Bears Outside

H has recently started having bad dreams. We were already having nighttime needy issues due to jealousy over Baby C2, but after I traveled a few days for work it took a turn for the worse. Everything he said and did before bedtime screamed “Don’t leave me.” It broke my heart.toddler nightmare

I can tell H has had a nightmare because of the way that he holds onto my neck so tightly he almost chokes me. He doesn’t want me to let him go. I always ask him if he had a bad dream or what is wrong. Normally these questions are met with stone cold silence. Last night, however, his silence broke.

Me: While rocking H I asked, “Did you have a bad dream?”

H: Pulls back, looks right at me and announces in a very serious voice, “Bears outside.”

He dreamed that there were bears outside of our house. Bless his sweet, loving heart. Bears outside would be scary. I melted. It was the first time he had been able to adequately tell me what was upsetting him.

Now I knew what was wrong, but the question was how I was I going to help make him feel better.

I don’t have all the answers, but in my sleep deprived state these were the three things I did that seemed to make a difference.

  1. Facts – I used facts to reassure him that he did not have to worry about bears. I explained that bears don’t live here and that there were no bears outside. We even looked out his window so he could see that there weren’t any bears in the front yard.
  2. Small phrases – I tried to phrase my words similar to his announcement. By keeping the thought simple I was able to make him understand more easily. I also kept repeating it. H, picked up on the repetition and begin saying it himself every few minutes “No bears.” This became a mantra that he used to reassure himself.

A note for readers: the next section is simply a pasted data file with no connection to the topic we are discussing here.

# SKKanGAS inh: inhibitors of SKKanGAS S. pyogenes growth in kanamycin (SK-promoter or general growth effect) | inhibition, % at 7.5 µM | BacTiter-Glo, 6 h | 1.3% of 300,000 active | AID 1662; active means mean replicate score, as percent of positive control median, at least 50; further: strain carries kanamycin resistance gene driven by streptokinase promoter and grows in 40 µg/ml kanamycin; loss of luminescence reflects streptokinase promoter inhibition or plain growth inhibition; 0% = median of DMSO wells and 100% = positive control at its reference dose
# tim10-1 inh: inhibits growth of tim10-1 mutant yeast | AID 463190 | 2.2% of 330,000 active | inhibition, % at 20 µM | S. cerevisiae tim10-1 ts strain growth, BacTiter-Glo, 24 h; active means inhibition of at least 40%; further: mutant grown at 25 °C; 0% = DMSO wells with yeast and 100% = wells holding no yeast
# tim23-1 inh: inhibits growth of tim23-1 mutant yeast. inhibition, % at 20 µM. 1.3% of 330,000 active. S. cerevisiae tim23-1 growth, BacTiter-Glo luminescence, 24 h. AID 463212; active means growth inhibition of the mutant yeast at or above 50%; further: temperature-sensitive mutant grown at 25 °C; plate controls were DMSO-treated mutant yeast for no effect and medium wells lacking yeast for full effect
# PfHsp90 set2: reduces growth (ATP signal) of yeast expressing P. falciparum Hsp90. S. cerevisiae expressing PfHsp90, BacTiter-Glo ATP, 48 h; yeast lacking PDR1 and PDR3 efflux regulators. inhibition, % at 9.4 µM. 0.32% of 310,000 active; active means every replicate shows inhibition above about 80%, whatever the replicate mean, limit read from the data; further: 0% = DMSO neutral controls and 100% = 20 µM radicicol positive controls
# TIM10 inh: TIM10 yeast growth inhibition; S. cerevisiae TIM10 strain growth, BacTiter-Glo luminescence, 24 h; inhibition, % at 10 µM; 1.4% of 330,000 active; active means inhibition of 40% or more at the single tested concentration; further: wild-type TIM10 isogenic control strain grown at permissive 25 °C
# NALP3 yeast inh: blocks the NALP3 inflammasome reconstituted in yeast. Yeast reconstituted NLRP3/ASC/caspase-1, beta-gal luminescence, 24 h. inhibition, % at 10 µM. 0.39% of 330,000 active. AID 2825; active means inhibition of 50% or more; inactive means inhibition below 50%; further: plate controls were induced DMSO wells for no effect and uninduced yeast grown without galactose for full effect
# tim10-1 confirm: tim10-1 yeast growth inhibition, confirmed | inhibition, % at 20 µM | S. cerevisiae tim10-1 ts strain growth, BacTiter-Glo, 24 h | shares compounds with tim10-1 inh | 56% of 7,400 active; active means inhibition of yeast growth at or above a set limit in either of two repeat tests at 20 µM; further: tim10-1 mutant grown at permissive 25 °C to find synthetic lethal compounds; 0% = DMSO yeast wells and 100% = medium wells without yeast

3. Comfort – I comforted him by holding him and I let him tell me when he was done being held. He was legitimately terrified and right or wrong I wasn’t going to put a terrified child back into their bed to cry it out. So I held him.

This morning I asked him again about his dream. I said, “Did you have a bad dream?” No response. I repeated myself, but this time I said “Did you dream about bears?” His eyes got big and he said, “Yes!” I explained that it was just a bad dream and that when we sleep we see pictures in our heads, but they are not real. Then I repeated our mantra. “There are no bears.” “No bears,” H said.

How do you deal with nightmares? What do you do that helps your child cope?

Peace, Love and No Bears,

Kristen

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